I was thinking about it this morning and aside from a 5-miler that I was registered for before swapping to the 5K option mid-race, I’ve never DNF’ed (did-not-finish) a race before. See where this is going?
I DNF’ed the club fun run last night and even though it was for good reason and yadda-yadda-yadda, I’m feeling a little down on myself about it, which took me by surprise!
As you know, run club fun runs are my favorite Tuesday night ritual and bringing Henry along in his stroller is something I looked forward to all winter, after he “ran” with me all last summer. Last week we went out for our first go and did pretty well. With no idea what to expect for our first time running with the stroller in a crowd, 8:33s were pretty darn satisfying. Of course, that meant I wanted to beat 8:33s the next time around.
We arrived to the fun run pretty early and chatted and hung out until race time at 7:00. Of course, right at 7:00 the skies looked pretty terrible and I debated whether or not we should start. I had heard there might be passing storms in the evening, but our route looked like it was on the outer edge of the nasty stuff and the radar wasn’t showing rain at all. The whole group went off while I still stood and debated, finally getting going just a little bit behind.
The first stretch is flat before climbing uphill to the one mile mark. I ran with the stroller out in the road, marking my territory for passing cars and working to stay out of other runners’ way. I went out fairly quick, wanting to catch the group. We charged up the first hill and I was shocked to hear the first mile clock in at 7:57. Holy hell! I didn’t realize I was capable of a sub-8:00 mile with the stroller, especially since I only just started clocking sub-8:00 training runs on my own!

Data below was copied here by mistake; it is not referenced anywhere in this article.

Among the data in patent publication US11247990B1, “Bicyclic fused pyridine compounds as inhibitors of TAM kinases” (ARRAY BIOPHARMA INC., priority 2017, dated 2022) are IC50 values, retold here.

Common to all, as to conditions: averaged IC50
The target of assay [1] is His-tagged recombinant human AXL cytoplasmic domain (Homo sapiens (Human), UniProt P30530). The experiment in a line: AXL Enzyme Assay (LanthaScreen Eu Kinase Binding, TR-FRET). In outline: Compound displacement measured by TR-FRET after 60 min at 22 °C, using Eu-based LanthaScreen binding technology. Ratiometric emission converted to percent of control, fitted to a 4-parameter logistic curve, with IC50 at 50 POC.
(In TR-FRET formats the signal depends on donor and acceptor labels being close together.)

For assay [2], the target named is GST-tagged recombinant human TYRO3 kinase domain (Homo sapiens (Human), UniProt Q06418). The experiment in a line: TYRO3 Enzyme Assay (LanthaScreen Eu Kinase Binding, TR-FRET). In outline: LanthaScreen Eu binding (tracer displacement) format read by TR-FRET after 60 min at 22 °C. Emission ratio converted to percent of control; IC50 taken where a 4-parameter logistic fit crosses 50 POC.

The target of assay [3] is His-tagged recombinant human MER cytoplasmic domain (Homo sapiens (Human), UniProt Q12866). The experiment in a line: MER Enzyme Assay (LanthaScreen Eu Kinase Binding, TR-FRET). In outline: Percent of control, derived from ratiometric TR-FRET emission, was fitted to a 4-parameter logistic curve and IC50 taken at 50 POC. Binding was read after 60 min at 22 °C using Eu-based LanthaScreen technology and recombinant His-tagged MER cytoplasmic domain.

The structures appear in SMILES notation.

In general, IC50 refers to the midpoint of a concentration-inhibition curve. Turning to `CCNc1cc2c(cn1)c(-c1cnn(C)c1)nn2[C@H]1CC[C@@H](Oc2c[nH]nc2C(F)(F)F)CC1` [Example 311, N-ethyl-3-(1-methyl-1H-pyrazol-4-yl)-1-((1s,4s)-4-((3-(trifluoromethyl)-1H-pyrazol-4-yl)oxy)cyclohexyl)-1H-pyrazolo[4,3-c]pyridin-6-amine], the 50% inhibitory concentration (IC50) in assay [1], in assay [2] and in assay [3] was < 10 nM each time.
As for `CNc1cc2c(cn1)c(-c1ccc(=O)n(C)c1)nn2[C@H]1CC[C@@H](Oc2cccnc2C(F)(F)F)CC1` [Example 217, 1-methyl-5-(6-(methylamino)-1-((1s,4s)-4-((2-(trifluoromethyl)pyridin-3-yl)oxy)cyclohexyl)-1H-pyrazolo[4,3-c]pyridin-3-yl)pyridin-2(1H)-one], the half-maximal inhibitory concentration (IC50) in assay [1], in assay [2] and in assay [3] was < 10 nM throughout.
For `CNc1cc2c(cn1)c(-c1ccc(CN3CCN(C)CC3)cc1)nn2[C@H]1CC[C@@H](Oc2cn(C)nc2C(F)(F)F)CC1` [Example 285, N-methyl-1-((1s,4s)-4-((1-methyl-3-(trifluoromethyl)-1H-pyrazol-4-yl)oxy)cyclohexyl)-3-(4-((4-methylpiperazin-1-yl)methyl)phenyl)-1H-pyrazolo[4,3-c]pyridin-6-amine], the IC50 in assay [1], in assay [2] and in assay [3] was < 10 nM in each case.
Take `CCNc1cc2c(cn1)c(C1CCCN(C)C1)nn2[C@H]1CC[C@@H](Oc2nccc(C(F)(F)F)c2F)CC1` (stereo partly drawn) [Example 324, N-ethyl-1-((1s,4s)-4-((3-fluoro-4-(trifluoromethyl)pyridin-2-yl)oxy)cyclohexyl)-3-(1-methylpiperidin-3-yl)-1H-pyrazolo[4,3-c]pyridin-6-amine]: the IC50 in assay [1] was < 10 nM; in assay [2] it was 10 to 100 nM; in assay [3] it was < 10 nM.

The next mile was downhill, but I stuck to the sidewalk and took it a little easier, chatting with my friend Gina and other runners, and unwilling to be a jerk pushing anyone aside for Henry’s chariot, especially knowing the next mile was all uphill where we’d likely be eclipsed anyhow.
All night the sky looked pretty eerie and on the cusp of a storm, but as we made the turn near the two mile mark, I was pretty sure we were in for it. Big, fat drops started falling first, but we kept at it. A really thoughtful volunteer drove past a little while later, shouting you guys okay? out the window and asking if we wanted a ride. Henry was still happy, kicking his chubby feet and pushing his blanket off, so I waved him on. Our second mile registered at 8:00 pace exactly. Whew.
Almost as soon as the volunteer’s car had passed, it. came. down. Bad mother. Bad mother. Bad mother. I kept thinking to myself, seeing cars and trucks drive by and imagining their thoughts. I stopped to check on Henry and tuck him in, but he was smiling and kicking away, maybe even enjoying the rain and at least partially shielded by the visor. I started to run again and he immediately kicked off the blanket, wiggling his toes in the rain.
The wind and rain persisted, as did my negative thoughts, feeling badass for me, but also a little bit reckless for him. Henry babbled away, kicking at his blanket and shaking his rattle. At the very top of the hill, just before making the break for the finish, he started fussing. Even though I knew he was probably bored, and not uncomfortable, I knew I couldn’t finish. Running in the rain was one thing, but running in the rain with a wailing infant was another and I couldn’t do it, for perception as much as for his tears.
I took H out of the stroller and perched him on my hip, which immediately stopped his tears. He plopped his head on my shoulder and stuck his finger and thumb is his mouth, content. I thought about turning back out of the shortcut and walking it in, but know better than silly heroics and reminded myself its a fun run, not a race. Even as it was, Al, the race planner, teased me when we arrived back. The police are on their way, he told me. You’re being cited for child abuse! Knowing his humor and personality, I knew he didn’t mean it, but it stung a little. I’m a good mom, I thought to myself, trying to reassure myself that the happy kid on my hip didn’t mind a little rain. He was warm, he was comfortable. He giggled through it until he recognized he was bored and up past bedtime.
We didn’t hang out after, heading right home to warm up and get to bed. Upon arriving home, I filled the bathtub with good, hot water and a giant squeeze of bubbles. I pulled on my swim suit and hopped in next to H, splashing and blowing bubbles together until I felt better myself and we were both warm and sleepy.
It wasn’t the run I’d planned on, but it was good enough. 2.98 miles, 25:00, 8:23 pace.